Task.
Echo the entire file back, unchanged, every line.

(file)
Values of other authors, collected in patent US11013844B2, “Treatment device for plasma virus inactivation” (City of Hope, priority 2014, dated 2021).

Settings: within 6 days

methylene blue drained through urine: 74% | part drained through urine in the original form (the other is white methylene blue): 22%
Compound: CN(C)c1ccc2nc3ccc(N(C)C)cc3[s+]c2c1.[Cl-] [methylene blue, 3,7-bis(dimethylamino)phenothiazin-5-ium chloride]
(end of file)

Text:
Values of other authors, collected in patent US11013844B2, “Treatment device for plasma virus inactivation” (City of Hope, priority 2014, dated 2021).

Settings: within 6 days

methylene blue drained through urine: 74% | part drained through urine in the original form (the other is white methylene blue): 22%
Compound: CN(C)c1ccc2nc3ccc(N(C)C)cc3[s+]c2c1.[Cl-] [methylene blue, 3,7-bis(dimethylamino)phenothiazin-5-ium chloride]